In a recent interview in the Polish media, retired General Waldemar Skrzypczak spoke of the possibility of NATO launching a pre-emptive nuclear strike against the Russian Federation. His remarks not only serve to remind of the danger of a thermonuclear war between the world’s nuclear powers in the new era ‘Cold War’ -an issue which is disturbingly underplayed in the public discourse on global security- they should also serve to concentrate the minds of the Polish people on the question of the survival of their nation in the event of a nuclear armageddon.
Wlademar Skrzypczak’s comments recorded by the media conglomerate Wirtualna Polska speak of the hardline, anti-Russian attitude of many influential establishment figures in former Eastern Bloc nations who have welcomed NATO’s eastward expansion towards Russia’s borders, as well as the deployment of innovative weaponry such as missile shields.
But the idea of a nuclear ‘First Strike’ has perilous implications for Poland.
It was always understood at the time of the U.S.-Soviet Cold War that Poland would be wiped off the map in the event of a nuclear war between NATO and the Warsaw Pact. The same can be argued today if a war of similar magnitude developed between NATO and the Russian Federation.
Skrzypczak’s thinking is reminiscent of the dangerous expositions of Herman Kahn who believed in a “First Strike” doctrine and a winnable nuclear war. Yet, if he is truly serious about this, he may have to bear in mind the ‘Demographic Precaution Plan’ suggested by Tadeusz Tuczapski, a senior Polish general during the Cold War. The plan provided that Poland could only be preserved by building a special bunker housing a hundred men and two hundred women who would form the germ of a reconstituted Polish nation after a nuclear holocaust.
Tuczapski, who like many of his counterparts was alarmed at the prospect of Poland having to bear the brunt of a nuclear attack, outlined his theory to Polish leader General Wojciech Jaruzelski at a training briefing in the General Staff:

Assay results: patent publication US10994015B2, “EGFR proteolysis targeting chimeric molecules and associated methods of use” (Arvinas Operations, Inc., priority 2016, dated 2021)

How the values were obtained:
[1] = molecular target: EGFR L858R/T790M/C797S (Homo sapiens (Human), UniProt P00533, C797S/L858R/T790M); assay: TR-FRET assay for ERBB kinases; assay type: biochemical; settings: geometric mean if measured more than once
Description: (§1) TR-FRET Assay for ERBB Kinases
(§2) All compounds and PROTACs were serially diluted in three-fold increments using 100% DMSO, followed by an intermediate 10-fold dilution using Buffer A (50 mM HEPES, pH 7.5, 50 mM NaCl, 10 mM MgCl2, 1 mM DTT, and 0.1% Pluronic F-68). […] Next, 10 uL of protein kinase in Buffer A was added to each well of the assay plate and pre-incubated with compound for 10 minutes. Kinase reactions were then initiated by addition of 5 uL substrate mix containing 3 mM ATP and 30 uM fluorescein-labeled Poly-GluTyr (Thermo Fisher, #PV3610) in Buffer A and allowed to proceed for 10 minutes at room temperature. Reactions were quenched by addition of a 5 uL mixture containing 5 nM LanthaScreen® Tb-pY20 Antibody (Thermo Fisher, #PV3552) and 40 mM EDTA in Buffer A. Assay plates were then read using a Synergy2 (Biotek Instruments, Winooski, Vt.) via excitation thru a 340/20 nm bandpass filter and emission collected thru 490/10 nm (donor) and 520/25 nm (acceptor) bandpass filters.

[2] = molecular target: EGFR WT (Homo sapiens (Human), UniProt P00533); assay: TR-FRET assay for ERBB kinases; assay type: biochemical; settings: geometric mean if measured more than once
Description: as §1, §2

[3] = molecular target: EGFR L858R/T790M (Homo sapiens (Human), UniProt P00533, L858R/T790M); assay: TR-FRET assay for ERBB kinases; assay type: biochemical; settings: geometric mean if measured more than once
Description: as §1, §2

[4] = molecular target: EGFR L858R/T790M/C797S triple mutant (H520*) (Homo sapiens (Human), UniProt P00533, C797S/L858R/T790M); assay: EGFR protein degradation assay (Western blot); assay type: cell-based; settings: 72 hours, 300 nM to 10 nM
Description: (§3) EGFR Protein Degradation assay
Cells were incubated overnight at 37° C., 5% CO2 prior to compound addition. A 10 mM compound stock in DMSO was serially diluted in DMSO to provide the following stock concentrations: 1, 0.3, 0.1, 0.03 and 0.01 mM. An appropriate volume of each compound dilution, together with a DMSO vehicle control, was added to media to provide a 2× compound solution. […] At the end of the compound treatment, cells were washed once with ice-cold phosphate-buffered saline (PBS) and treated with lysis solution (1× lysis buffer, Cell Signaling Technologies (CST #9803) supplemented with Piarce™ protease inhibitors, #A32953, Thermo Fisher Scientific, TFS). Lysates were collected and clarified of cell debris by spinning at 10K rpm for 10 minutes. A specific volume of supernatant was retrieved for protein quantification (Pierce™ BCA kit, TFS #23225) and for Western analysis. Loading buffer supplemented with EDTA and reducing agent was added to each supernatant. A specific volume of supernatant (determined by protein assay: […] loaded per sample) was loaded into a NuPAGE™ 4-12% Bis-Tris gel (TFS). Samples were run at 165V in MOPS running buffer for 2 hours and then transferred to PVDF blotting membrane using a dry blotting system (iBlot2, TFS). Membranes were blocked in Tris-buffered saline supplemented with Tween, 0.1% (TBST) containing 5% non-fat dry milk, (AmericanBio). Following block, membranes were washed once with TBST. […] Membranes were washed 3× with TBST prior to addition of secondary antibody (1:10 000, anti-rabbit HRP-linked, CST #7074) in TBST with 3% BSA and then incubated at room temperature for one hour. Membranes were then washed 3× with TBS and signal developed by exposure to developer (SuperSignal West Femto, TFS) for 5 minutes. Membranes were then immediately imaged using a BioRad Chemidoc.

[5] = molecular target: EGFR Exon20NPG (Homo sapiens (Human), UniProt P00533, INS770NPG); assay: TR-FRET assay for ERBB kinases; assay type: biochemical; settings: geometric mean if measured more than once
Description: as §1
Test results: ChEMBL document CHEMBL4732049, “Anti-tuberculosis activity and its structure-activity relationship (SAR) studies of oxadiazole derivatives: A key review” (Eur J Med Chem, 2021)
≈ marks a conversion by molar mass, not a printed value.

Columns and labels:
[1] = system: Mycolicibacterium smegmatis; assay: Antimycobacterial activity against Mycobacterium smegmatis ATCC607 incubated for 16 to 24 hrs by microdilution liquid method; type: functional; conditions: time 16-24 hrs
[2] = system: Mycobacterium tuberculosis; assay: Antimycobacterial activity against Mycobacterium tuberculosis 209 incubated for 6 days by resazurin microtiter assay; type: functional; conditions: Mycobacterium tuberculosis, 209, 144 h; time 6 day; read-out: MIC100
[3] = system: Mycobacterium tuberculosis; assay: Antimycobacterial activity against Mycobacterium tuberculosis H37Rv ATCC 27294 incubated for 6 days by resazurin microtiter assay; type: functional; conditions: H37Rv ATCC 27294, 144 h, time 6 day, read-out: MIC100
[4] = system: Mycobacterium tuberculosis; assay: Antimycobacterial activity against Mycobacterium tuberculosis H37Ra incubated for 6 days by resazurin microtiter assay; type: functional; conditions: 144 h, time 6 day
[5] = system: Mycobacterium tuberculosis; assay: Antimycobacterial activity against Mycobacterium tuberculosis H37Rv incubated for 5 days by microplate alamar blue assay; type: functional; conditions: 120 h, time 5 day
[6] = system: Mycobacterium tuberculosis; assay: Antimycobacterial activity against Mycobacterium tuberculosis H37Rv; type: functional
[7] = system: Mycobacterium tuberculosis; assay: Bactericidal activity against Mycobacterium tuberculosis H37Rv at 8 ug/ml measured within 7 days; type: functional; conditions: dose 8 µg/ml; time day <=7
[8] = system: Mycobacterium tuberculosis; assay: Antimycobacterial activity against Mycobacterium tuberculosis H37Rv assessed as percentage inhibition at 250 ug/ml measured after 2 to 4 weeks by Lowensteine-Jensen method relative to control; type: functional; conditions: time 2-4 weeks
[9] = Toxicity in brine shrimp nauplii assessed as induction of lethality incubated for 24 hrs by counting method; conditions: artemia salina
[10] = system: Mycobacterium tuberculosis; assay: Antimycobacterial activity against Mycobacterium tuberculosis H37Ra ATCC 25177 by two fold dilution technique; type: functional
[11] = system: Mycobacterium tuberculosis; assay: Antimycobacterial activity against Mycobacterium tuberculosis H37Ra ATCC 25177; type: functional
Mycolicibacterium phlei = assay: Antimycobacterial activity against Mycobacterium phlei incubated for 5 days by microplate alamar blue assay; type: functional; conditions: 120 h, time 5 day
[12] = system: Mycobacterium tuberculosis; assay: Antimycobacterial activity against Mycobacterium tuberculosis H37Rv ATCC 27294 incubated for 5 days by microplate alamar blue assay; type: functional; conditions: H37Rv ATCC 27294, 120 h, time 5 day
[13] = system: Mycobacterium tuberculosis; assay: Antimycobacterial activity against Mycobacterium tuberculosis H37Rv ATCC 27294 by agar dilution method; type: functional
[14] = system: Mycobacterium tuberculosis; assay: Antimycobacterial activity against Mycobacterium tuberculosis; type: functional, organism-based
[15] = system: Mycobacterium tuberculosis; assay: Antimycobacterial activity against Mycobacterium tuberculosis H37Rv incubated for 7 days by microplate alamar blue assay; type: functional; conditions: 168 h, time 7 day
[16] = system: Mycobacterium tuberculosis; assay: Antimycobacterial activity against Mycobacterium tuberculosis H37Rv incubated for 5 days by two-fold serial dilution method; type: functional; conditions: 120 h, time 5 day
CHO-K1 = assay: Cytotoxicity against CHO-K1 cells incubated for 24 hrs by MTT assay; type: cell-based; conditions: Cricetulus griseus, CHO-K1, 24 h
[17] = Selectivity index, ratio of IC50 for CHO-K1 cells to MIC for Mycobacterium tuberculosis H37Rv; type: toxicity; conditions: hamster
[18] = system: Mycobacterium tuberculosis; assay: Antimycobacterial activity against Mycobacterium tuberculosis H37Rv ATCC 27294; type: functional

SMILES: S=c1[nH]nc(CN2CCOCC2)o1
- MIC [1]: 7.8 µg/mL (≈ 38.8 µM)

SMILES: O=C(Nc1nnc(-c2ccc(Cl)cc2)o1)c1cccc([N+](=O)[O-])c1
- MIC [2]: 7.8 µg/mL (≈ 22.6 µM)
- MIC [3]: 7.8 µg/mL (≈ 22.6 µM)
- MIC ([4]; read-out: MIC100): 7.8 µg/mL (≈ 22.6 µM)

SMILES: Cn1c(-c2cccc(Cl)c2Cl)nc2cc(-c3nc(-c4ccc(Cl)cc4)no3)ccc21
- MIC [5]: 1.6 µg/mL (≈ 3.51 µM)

I stood up and told Jaruzelski, “General, more should be given to Civil Defence so that a good, solid bunker could be built, lock up in that bunker a hundred Polish men, some sort of real good fuckers and two hundred women so that we can rebuild the Polish nation. Give some money for that.”
Jaruzelski was apparently offended either by what he perceived as Tuczapski’s flipancy or the tastefulness of his remarks. Perhaps both. But Tuczapski felt that he was being a realist. Many senior Polish generals were worried that Poland would not survive even a limited exchange of nuclear weapons in a conflict which was often envisaged would start off with conventional battles that were certain to inflict great damage on Poland’s civil and military infrastructure.
Whatever the shortcomings may be of her internal administration, the narrative of Russian aggression does not stand up to objective scrutiny. Indeed, what may be termed as ‘aggression’ has come from the West: NATO’s eastward expansion in breach of agreements reached between the leaders of America and the Soviet Union as a condition of the reunification of Germany, the abrogation by the United States of the Intermediate Nuclear Forces regime, and the deployment of a missile shield system.
Conflicts involving the Russian armed forces near and at a distance from its borders can be persuasively argued to have been reactive rather than proactive in nature: the response to Georgia’s aggression against South Ossetia and Abkhazia, the absorption of Crimea in response to the U.S.-backed coup in Kiev which threatened Russia’s security interests in the Black Sea, and the NATO-supported infiltration into Syria by Islamist militias which mirrored covert US support for Chechen Jihadists.
Remarks of the sort made by Skrzypczak were rare during the U.S.-Soviet Cold War because leaders on both sides were careful to seek to diffuse tensions and not intensify them. It is time for the leaders of Poland, the Baltic nations and others to begin speaking in terms of dialogue and diplomacy; not war. Otherwise the Polish nation must begin seriously considering the Tuczapsk Demographic Plan.
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This article was originally published on the author’s blog site: Adeyinka Makinde.
Adeyinka Makinde is a writer based in London, England. He is a frequent contributor to Global Research.
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